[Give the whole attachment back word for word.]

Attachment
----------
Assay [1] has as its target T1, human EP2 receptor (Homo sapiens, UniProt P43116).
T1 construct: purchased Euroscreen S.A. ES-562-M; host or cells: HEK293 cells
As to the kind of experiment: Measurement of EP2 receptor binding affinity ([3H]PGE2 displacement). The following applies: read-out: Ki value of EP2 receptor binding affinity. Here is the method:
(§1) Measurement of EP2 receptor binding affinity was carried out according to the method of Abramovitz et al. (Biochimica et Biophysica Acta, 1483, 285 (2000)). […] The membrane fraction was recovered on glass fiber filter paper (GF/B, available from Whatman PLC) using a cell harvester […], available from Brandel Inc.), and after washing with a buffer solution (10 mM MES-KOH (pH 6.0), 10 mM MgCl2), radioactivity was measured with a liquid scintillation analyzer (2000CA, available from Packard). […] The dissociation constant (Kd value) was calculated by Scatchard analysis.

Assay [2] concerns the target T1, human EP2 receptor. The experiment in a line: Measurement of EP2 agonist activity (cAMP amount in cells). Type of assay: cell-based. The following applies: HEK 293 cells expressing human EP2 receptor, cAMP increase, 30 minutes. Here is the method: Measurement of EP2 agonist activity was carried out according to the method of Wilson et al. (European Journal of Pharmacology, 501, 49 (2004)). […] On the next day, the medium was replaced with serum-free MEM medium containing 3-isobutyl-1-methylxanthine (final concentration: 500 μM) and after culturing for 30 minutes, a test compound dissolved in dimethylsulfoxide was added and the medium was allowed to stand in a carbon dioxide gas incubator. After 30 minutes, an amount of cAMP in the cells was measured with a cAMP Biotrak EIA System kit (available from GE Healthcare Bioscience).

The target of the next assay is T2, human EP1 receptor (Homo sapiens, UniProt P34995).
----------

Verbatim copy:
Assay [1] has as its target T1, human EP2 receptor (Homo sapiens, UniProt P43116).
T1 construct: purchased Euroscreen S.A. ES-562-M; host or cells: HEK293 cells
As to the kind of experiment: Measurement of EP2 receptor binding affinity ([3H]PGE2 displacement). The following applies: read-out: Ki value of EP2 receptor binding affinity. Here is the method:
(§1) Measurement of EP2 receptor binding affinity was carried out according to the method of Abramovitz et al. (Biochimica et Biophysica Acta, 1483, 285 (2000)). […] The membrane fraction was recovered on glass fiber filter paper (GF/B, available from Whatman PLC) using a cell harvester […], available from Brandel Inc.), and after washing with a buffer solution (10 mM MES-KOH (pH 6.0), 10 mM MgCl2), radioactivity was measured with a liquid scintillation analyzer (2000CA, available from Packard). […] The dissociation constant (Kd value) was calculated by Scatchard analysis.

Assay [2] concerns the target T1, human EP2 receptor. The experiment in a line: Measurement of EP2 agonist activity (cAMP amount in cells). Type of assay: cell-based. The following applies: HEK 293 cells expressing human EP2 receptor, cAMP increase, 30 minutes. Here is the method: Measurement of EP2 agonist activity was carried out according to the method of Wilson et al. (European Journal of Pharmacology, 501, 49 (2004)). […] On the next day, the medium was replaced with serum-free MEM medium containing 3-isobutyl-1-methylxanthine (final concentration: 500 μM) and after culturing for 30 minutes, a test compound dissolved in dimethylsulfoxide was added and the medium was allowed to stand in a carbon dioxide gas incubator. After 30 minutes, an amount of cAMP in the cells was measured with a cAMP Biotrak EIA System kit (available from GE Healthcare Bioscience).

The target of the next assay is T2, human EP1 receptor (Homo sapiens, UniProt P34995).